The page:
What were the achievements of King Arthur

King Arthur between desire and reality

We are in the "dark age", an early, dark age full of need and misery. England in the 5th century. A 15-year-old pulls the mighty Excalibur sword out of a stone, unites the Roman British and the Saxons into a strong kingdom in many battles and becomes a legendary king: Arthur.

"So the whole thing is a historical background that can be grasped here. That is, the Saxons have already conquered parts of England and this Roman Britain, perhaps Arthurian Britain, who are trying to defend themselves against the Saxons in various battles these battles appear in the historical tradition in the 6th and 7th centuries. And later in the entire Arthurian history these battles are always included, at least in the historical tradition. "

Battles are at the heart of it all, says German studies specialist Jürgen Wolf, professor at the Technical University of Berlin. When the chronicler Geoffrey of Monmouth wrote his History of the Kings of Britain in Latin at the beginning of the 12th century, he included relevant battles and a King Arthur. From now on, the connection is considered a historical truth and there is a reason: England was conquered by the Normans in 1066 and the country was divided into Angels and Normans in Geoffry's time. There were also disputes over the throne. A connecting element was needed and the legitimation for extensive power. Nothing was better suited for this than a common ancestor.

"And you could say that Geoffrey of Monmouth invents a British prehistory on behalf of the Norman royal family, in which Arthur then becomes the central hero to whom everyone can connect, both the Anglo-Saxons and the Normans. And the process seems to work It only took a few years for this figure of King Arthur to become a central role model for Britain. "

The unification work of King Arthur became the historical basis of the Norman-British understanding of rule almost into the modern age, says Jürgen Wolf. Even in the 12th century, enemy doubters were confronted with solid evidence. Excavations are strained and of course bring evidence of the real existence of Arthur. At the same time, the story is enriched with exciting myths:

"After the battles there is always peace. Peace is a very big problem because nothing happens in peace."

Geoffrey fills the void with court parties at Camelot Castle. When his Latin chronicle was translated a few years later into Old French, the common vernacular at the Anglo-Norman court, the author Wace clearly embellished the peaceful passages.

"It is reported, for example, that the Arthurian Knights experienced various adventures in these times of peace. And that they talk about these adventures. They meet by chance, according to Wace, at a table ronde. And so the round table was invented."

The round table will then actually be built and will henceforth be considered real. The "round table" is still known to us today. It stands for discussion among equals. Is the round table a model for this idea?

"We shouldn't allow ourselves to be misled by our absolutist rulers of modernity. At the time when this idea of ​​the Table Ronde was being developed, that is, in the 12th century, it was already the case that the king was always very strong is dependent on his advisors, that is, his princes around him. And the model that is invented there is also something like a mirror of reality. "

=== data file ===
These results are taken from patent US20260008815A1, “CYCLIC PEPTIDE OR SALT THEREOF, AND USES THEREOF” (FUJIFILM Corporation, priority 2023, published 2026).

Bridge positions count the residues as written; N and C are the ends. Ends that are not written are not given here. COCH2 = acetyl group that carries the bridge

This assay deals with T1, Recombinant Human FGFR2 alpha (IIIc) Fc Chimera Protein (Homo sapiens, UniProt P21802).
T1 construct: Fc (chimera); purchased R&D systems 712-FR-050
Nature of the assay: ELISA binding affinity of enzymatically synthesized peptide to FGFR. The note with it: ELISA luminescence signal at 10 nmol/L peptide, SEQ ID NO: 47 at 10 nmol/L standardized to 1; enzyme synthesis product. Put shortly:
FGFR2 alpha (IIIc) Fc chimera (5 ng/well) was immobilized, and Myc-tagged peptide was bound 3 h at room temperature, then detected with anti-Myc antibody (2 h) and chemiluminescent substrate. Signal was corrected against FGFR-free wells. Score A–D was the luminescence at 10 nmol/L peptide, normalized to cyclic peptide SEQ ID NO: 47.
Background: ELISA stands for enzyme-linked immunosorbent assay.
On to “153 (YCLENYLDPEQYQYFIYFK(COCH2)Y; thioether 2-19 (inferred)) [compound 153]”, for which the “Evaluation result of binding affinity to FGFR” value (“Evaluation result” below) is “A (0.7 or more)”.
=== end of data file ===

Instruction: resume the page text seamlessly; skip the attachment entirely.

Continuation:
The hero or love stories about table knights like Gawein, Lanzelot or Galahad are dazzling inventions, but they have certain functions. Again and again, ideal chivalry is negotiated and everything together provides a pattern for the staging of domination. When the Tudors take over power in England, the staging of continuity becomes important and in the 16th century King Henry VIII portrays himself as the king who has returned from Avalon:

"Under his direction there are numerous Arthurian tournaments, Arthurian festivals. He is building a new Camelot, for example he also has the round table in Winchester Castle repainted, justamente of course in the colors of the Tudors and, quite by chance, the portrait that was painted in this round table is his portrait. "

Even a German ruler, Emperor Maximilian von Habsburg, reached into Arthur's bag of tricks at this time and was remembered as the "last knight".

"And at this time we find Arthurian figures everywhere in town halls, in large castles, in palaces. Because Arthur has meanwhile risen to become one of the new, greatest heroes in the world."

Only the time of the European Enlightenment brought much criticism of the Arthurian legend. One then desperately searches for the truth and does not find much more than at some point a few battles with successful military leaders. The Arthurian figure can no longer be used as a template for rulership. But it is far from forgotten. Jürgen Wolf:

"Now the Arthurian world becomes the fascination for an emerging romantic idea from the Middle Ages! And there are Arthur and the knights and then Avalon, the woman from the lake, fairies - yes, so to speak, the new pattern for Arthur and an Arthurian world. And Lord Tennyson with his great ones Stories about Arthur, he is now able to translate this idea into incredibly successful novels. And so Arthur, now perhaps not necessarily the historical but an ideally romantic Arthur, is just as popular, maybe even more popular than before. "